As promised, here are some of the recipes I mentioned in my talk at the SF Flower and Garden Show on March 24th, 2013. I chose them because I have found them to be particularly useful for cooking from my garden. For the recipes in my talk that are in my book Golden Gate Gardening, see that book.
Flat-leaf parsley is one of my most useful crops. (For cooking, flat-leaf is better than curled parsley, because it is easier to chop.) I grow it in my backyard, rather than in my community garden, so I can have it handy for last-minute needs. Even if you have only a container garden, this could be a useful crop to grow. Use pots 8-10 inches deep, 8 inches wide for one plant, 10 inches wide for 3 plants. Parsley is biennial, so it will flower, go to seed, and then die after it has been exposed to cold weather. Inland, this might only happen after winter cold. Near the coast, cool spring weather, or even cold summer nights might be enough to tip it over the edge. I let a plant or two make seed once or twice a year, so I end up with plants of different ages all the time.(You can continue to eat any leaves or tender stems after the plant makes flower buds, but by the time flowers open, the plants are usually rather tough.) If I were growing in containers, I'd start a few new plants once or twice a year, in a new container, and pull out the ones that are about to flower. (Parsley plants too mature to eat, but still green, are great additions to flavor soup stock, to be strained out before using the stock.)
Middle Eastern Garbanzo Bean Salad
1 can garbanzo beans, drained
1/4 cup flat-leaf parsley, finely chopped
1/4 cup onion, finely chopped
one small clove garlic, minced
3 Tablespoons fresh lemon juice
2 Tablespoons olive oil
A pinch of cayenne pepper if desired
Optional additions: 1/4 cup crumbled regular or nonfat feta cheese, 1/2 cup chopped fresh tomato.
Rinse the garbanzos and place them in a medium bowl. Chop the parsley, onion, and garlic. Put them in a small bowl and add the lemon juice and the olive oil. Mix the dressing ingredients. Then pour it over the garbanzos and mix. If you are adding the feta cheese and/or tomatoes, do so now and stir them in.
Serve cold or at room temperature. About 4 servings.
Shredded Beet Salad (Adapted from Farmer John's Cookbook, John Peterson, Gibbs Smith, 2006)
2-3 cups coarsely grated raw beet
1/4 cup olive oil
2 Tablespoons white or rice vinegar
1 Tablespoon finely chopped shallot (or white part of wild onion , scallion, or chopped bulb onion)
1/2 teaspoon Dijon mustard
1 small clove garlic, finely minced (1/4-1/2 teaspoon)
1 Tablespoon chopped fresh dill leaves or one teaspoon of dried dill weed)
salt and black pepper if desired
Put the grated beets in a large salad bowl. In a jar with a lid, combine the rest of the ingredients. Put the lid on and shake vigorously to mix ingredients. Pour the dressing over the beets and toss with two spoons until well coated. Adjust flavor if needed. Ready to eat, but even better if marinated in the refrigerator for at least an hour. Keeps in the refrigerator for several days.
Two bonus recipes. I have adapted two recipes from a 1986 cookbook for use with currently available and inexpensive kinds of fish:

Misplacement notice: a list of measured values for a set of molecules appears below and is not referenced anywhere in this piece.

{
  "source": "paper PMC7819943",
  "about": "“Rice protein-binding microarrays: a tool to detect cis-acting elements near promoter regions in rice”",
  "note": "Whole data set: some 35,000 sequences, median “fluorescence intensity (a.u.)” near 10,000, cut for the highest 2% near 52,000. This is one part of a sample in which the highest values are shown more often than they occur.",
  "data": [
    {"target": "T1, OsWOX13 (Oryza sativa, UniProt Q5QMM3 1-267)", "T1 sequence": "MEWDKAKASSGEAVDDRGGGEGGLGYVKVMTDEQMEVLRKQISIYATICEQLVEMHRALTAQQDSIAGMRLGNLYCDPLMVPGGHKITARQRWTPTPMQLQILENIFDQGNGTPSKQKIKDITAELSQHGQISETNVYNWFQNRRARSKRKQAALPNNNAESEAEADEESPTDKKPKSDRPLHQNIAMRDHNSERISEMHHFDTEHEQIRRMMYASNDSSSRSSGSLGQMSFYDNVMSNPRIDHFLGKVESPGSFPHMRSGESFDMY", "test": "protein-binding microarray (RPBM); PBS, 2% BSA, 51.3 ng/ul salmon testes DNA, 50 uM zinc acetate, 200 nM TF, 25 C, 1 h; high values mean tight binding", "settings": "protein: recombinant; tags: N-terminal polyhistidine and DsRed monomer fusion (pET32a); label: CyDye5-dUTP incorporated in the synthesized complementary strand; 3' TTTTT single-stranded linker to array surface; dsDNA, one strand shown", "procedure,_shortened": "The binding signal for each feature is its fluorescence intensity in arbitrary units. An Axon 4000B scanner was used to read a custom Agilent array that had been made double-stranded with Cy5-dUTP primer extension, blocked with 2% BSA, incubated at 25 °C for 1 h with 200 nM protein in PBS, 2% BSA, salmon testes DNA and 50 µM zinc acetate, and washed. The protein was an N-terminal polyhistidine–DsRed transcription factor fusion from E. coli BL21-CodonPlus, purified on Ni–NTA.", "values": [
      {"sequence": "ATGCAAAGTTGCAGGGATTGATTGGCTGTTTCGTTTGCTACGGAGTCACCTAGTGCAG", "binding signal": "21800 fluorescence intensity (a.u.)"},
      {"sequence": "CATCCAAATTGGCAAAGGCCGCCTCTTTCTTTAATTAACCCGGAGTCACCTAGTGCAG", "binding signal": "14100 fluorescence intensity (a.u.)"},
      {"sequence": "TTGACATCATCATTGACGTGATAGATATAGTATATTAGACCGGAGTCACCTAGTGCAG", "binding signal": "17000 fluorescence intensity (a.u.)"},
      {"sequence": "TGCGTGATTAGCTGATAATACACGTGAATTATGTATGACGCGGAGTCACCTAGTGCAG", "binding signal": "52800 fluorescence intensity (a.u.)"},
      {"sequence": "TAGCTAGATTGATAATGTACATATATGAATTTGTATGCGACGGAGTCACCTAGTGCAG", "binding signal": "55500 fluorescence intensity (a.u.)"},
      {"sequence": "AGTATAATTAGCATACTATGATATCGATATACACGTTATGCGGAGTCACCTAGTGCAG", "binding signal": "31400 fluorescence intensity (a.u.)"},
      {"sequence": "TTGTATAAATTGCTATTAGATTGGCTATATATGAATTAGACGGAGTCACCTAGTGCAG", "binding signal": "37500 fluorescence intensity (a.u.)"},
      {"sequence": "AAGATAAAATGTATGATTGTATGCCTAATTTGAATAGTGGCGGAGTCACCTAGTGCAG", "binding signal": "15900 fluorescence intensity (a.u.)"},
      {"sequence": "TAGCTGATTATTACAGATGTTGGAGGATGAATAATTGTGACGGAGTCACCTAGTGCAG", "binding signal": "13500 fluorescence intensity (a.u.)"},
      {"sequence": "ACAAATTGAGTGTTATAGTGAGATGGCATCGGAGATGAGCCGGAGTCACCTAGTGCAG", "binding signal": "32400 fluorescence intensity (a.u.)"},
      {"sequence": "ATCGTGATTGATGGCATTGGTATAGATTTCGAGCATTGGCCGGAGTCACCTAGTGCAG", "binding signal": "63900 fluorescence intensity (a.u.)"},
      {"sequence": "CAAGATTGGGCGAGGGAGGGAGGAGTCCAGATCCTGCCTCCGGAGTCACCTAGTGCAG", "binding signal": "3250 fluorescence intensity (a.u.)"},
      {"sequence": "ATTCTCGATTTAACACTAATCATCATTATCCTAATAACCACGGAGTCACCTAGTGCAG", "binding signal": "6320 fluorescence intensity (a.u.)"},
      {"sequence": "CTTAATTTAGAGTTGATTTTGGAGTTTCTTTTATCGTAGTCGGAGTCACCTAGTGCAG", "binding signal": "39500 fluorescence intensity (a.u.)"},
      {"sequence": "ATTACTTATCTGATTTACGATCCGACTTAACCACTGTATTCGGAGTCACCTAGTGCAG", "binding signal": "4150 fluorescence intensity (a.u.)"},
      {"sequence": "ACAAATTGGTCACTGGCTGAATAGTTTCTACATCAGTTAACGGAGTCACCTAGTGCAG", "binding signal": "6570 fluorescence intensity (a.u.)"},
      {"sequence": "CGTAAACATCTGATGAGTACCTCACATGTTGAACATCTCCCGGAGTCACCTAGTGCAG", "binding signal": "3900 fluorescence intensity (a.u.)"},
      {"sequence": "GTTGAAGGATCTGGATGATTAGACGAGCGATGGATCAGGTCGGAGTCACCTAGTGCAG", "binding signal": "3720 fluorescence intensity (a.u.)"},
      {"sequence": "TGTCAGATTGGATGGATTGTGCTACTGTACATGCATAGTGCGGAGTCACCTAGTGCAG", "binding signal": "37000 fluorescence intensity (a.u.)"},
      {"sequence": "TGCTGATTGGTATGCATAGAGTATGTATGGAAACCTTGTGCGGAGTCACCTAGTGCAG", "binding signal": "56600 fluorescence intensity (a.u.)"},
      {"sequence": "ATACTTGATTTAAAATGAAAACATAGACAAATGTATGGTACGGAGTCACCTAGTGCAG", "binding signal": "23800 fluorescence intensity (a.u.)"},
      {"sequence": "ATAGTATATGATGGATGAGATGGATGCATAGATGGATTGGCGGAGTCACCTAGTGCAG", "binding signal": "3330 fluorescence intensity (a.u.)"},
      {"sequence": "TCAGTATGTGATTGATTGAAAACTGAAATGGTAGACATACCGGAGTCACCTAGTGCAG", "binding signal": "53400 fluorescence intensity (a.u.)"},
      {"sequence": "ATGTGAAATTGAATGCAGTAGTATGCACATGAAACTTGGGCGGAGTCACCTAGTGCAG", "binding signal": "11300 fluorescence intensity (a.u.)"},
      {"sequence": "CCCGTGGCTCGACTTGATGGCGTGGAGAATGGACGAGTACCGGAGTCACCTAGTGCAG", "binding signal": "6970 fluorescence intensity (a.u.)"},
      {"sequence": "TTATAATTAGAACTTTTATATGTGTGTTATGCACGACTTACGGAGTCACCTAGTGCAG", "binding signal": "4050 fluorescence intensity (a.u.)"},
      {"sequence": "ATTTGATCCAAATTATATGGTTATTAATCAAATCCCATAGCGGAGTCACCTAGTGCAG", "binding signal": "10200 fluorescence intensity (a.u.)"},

Fish in Seafood Sauce (Adapted from the book From Sea and Stream, by Lou Seibert Pappas, 101 Productions, 1986) (The wild oinion referred to in this and the previous recipe is Allium triquetrum, a Mediterranean escaped species that is a weed in California gardens. Please only eat weeds if you are sure of your identification skills.)
8 medium mushrooms, sliced
1 green onion or 2-3 wild onions, cut up
1 Tablespoon butter or margarine
1 cup milk (nonfat is fine)
3 tablespoons cornstarch
1/4 teaspoon salt
a dash of nutmeg (that's like half a pinch)
1/4 cup dry white wine
3-4 ounces of small peeled shrimp or other seafood
1 /13 pounds swai (which is also called white roughy and basa) or snapper
Set oven for 400° F. Spray-oil or grease an approximately 9x12 oven proof casserole or pan. Arrange pieces of fish in the casserole in a single layer. In a small skillet, saute mushrooms and onion in butter or margarine until soft. In a small saccepan, put the milk, then add to it the cornstarch, salt, and nutmeg. Cook the milk mixture, stirring often, until the sauce thickens. Stir in the wine, mushroom/onon mixture, and shrimp or other seafood. Pour the sauce over the fish. Bake, uncovered, for 15-25 minutes, until fish separates easily with a fork. Good served over rotelli pasta. Makes 4-5 servings.
French Fish Soup (Adapted from the book From Sea and Stream, by Lou Seibert Pappas, 101 Productions, 1986)
This is adapted from a fish stew recipe from Normandy that included fennel seeds. I used dill instead. I also added a second seafood and more broth. It can be made with rockfish, red snapper, halibut, or tilapia.
2 Tablespoons olive oil
1 medium onion, chopped
1 leek, chopped (white part only)
6 cups chicken or vegetable broth (canned or homemade)
1 cup of dry white wine
2 medium potatoes or equivalent, cut into 3/4 inch pieces
1 medium carrot or equivalent, cut into 1/2 inch slices
1 bay leaf
1/2 teaspoon of fennel seeds
1 pound of fish, cut into 1-2 inch pieces
1/4 pound small, peeled shrimp or small mussels (not in shells)
Salt and pepper to taste
Add the olive oil to a medium skillet and saute the onion and leek, while stirring, until it is soft. Start to heat the broth and the wine in a large pot, and add the onions and leeks to it as soon as they are cooked. When the pot boils, add the potato, carrot, bay leaf, and dill seeds. Return the mixture to a boil, cover, and simmer about 20 minutes, until the potatoes and carrots are tender. Add the fish and other seafood, cover, and simmer about 10 more minutes, until the fish separates easily with a fork. Season with salt and pepper if needed.
Serve hot in wide bowls. 4-6 servings.